East African volcanoes – islands of temperate ecosystems
The highest free-standing volcano of the world (above the sea) is Mount Kilimanjaro which rises 5,895 m above the sea level and 5,100 m above the surroundings. The plains around the mountain are dry and hot, covered with savannah and semi-desert vegetation but on the hillsides of Kilimanjaro grow lush tropical forests. Mountain is that high that it has several disctinct altitudinal zones, with diminishing glacier on the top.
Kilimanjaro massif started to form some 3 million years ago and last major eruptions took place some 350,000 years ago. This is long time enough for the development of unique species on this isolated mountain.
In Eastern Africa are located several such biodiversity "islands" – free standing mountains with unique plants and animals – Mount Meru, Mount Kenya, Mount Elgon and others. Mount Kilimanjaro though is the highest and one of the oldest ones.
Giant groundsels and lobelias
First Europeans reached the upper part of Kilimanjaro in the second half of the 19th century. When they passed through the dense forest, they were surprised to find groves of weird, alien lookin plants.
Most impressive of these plants is Dendrosenecio johnstonii, first described by H.H.Johnston in 1884. This plant grows up to 10 m tall, it forms a woody stem (diameter up to 40 cm) with large leaf rosettes on the top. These stems are branching after the flowering and over the time grow similar to giant candilabres. Mature trees can have up to 80 branches.
These plants grow in wet moorland at the height of 2,7 – 3,35 km and are found only on Mount Kilimanjaro. Further up in the mountain grows another endemic species of giant groundsel – Dendrosenecio kilimanjari (subspecies cotonii), although there is subspecies (kilimanjari) which grows lower, in mist forest. This plant also grows tall, up to 9 m high.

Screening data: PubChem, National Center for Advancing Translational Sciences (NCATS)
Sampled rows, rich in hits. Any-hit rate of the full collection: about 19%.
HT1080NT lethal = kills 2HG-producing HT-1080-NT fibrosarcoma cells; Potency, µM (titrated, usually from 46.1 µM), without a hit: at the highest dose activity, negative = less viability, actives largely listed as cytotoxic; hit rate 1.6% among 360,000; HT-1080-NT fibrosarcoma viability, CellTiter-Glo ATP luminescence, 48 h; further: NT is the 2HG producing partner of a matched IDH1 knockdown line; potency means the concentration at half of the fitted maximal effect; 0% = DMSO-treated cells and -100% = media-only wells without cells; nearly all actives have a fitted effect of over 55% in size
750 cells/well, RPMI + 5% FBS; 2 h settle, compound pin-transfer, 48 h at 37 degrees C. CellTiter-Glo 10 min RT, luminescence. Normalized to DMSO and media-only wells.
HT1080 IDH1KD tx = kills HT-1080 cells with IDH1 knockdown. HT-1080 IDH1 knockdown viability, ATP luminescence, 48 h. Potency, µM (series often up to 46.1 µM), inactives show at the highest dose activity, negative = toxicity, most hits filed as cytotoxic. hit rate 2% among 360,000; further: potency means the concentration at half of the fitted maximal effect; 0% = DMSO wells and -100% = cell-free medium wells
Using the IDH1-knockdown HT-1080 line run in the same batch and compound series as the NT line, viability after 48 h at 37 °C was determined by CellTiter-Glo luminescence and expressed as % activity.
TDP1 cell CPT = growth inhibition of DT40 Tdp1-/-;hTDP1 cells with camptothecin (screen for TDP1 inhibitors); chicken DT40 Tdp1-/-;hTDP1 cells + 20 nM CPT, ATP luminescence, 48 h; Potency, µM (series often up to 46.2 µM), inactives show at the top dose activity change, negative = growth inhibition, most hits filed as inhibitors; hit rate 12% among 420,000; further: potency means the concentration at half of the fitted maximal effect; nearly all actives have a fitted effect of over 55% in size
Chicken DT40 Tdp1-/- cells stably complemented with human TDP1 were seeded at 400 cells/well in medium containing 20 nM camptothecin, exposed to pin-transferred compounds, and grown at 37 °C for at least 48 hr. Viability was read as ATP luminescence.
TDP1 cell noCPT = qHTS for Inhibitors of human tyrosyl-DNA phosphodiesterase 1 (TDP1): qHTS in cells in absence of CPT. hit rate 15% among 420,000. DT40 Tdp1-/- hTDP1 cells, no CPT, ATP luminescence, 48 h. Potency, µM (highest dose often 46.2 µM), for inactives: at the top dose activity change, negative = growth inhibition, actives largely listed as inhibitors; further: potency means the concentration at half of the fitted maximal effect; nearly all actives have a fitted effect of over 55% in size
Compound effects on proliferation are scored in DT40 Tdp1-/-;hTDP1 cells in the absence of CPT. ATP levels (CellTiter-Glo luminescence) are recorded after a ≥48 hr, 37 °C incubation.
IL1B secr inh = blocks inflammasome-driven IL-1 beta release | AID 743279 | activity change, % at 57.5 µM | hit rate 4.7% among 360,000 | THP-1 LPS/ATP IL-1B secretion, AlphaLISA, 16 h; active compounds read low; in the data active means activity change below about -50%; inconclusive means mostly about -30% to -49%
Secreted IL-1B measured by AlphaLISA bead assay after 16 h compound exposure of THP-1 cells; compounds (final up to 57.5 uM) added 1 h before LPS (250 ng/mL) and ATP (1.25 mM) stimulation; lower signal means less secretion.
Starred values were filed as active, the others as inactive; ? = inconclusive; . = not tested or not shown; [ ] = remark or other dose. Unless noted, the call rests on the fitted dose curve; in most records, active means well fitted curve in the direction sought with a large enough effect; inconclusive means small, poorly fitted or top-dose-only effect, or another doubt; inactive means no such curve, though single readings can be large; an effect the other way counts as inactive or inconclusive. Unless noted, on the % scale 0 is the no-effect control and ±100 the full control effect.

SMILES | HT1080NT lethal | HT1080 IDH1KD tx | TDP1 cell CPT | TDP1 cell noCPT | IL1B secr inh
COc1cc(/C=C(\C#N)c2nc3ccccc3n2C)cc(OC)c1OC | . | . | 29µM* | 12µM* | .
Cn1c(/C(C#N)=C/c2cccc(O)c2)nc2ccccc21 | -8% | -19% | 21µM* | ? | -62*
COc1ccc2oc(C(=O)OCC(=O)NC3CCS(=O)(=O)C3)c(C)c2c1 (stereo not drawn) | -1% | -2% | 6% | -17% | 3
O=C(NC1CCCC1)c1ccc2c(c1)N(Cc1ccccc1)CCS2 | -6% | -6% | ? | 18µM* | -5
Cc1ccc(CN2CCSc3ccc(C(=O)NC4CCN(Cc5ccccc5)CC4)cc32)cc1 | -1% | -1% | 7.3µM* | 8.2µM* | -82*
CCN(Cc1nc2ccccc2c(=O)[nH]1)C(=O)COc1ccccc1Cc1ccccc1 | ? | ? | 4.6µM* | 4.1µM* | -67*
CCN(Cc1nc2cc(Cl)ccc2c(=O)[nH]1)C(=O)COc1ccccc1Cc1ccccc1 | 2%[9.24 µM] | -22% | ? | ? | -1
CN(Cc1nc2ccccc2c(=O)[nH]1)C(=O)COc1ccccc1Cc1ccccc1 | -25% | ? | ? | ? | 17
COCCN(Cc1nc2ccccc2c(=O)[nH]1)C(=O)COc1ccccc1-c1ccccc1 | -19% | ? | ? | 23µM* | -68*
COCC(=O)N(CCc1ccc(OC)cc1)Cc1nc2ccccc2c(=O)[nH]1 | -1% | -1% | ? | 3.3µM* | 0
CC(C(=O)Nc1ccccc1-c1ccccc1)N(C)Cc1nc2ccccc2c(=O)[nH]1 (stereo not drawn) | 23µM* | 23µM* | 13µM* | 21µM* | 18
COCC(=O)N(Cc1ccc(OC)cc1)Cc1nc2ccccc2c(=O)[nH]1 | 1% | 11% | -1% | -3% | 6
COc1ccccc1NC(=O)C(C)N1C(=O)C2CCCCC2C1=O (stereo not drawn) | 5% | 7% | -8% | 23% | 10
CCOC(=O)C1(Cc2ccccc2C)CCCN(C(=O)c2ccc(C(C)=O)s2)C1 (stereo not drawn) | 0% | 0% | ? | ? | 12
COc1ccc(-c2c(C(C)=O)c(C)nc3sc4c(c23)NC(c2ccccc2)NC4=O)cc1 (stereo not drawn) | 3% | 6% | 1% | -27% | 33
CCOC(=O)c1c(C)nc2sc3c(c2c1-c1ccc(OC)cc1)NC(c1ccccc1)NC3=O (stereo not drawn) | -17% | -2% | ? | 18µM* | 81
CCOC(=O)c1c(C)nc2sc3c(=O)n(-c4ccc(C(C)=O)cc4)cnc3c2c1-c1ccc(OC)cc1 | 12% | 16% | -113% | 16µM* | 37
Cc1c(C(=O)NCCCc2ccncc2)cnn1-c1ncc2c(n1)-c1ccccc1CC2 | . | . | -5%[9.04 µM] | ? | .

Groundsels have evolved specific adaptation to the frost which occurs almost every night here – the amazing leaf rosettes close inwards during the night, thus protecting the young shoots and flowers.
Third giant plant of Kilimanjaro moorlands is Lobelia deckenii – giant lobelia which grows up to 2.5 m tall when flowering and is found near the summits of other African mountains as well. This plant protects itself from the frost in a very unusual way: leaf rosettes around the stem have small stores of water, which freezes into numerous ice cubicles every night. This layer of ice protects the core of the plant.
Fairly recently (in 2005) there was discovered a frog – Kilimanjaro Stream Frog (Strongylopus kilimanjaro) – which lives at the height of some 3230 m in ice cold streams. Unfortunately the existence of this amphibian is endangered by the melting of glacier.
The tallest Eastern African mountains (Afromontane sky islands) serve as amazing natural laboratories, where in similar conditions have evolved similar but nevertheless differing species of plants.
Thus 11 species of Dendrosenecio have evolved near the summits of these mountains:
- Dendrosenecio adnivalis – Ruwenzori
- Dendrosenecio battiscombei – Mount Kenya, Aberdare Mountains
- Dendrosenecio brassiciformes – Aberdare Mountains
- Dendrosenecio cheranganiensis – Cherangani Hills
- Dendrosenecio elgonensis – Mount Elgon
- Dendrosenecio erici-rosenii – Virunga Mountains
- Dendrosenecio johnstonii – Mount Kilimanjaro
- Dendrosenecio kilimanjari – Mount Kilimanjaro
- Dendrosenecio keniensis – Mount Kenya
- Dendrosenecio keniodendron – Mount Kenya, Aberdare Mountains
- Dendrosenecio meruensis – Mount Meru, most likely the newest species
These "sky islands" contain also 21 species of giant lobelias.
- World Wildlife Fund. The Guinean Montane Forest. Accessed in the 21st April 2013.
|Coordinates:||3.1070 S 37.3297 W (stand near Barranco Camp)|
|Address:||Africa, Tanzania, slopes of Mount Kilimanjaro at the height of 2,750 – 3,800 m. Best groves are in the swamplands along the canyons of southern slopes|
|Area:||hundreds of ha|
|Dominating species:||Dendrosenecio johnstonii, Dendrosenecio kilimanjari, Lobelia deckenii|
|UNESCO World Heritage status:||"Kilimanjaro National Park", 1987, No.403|
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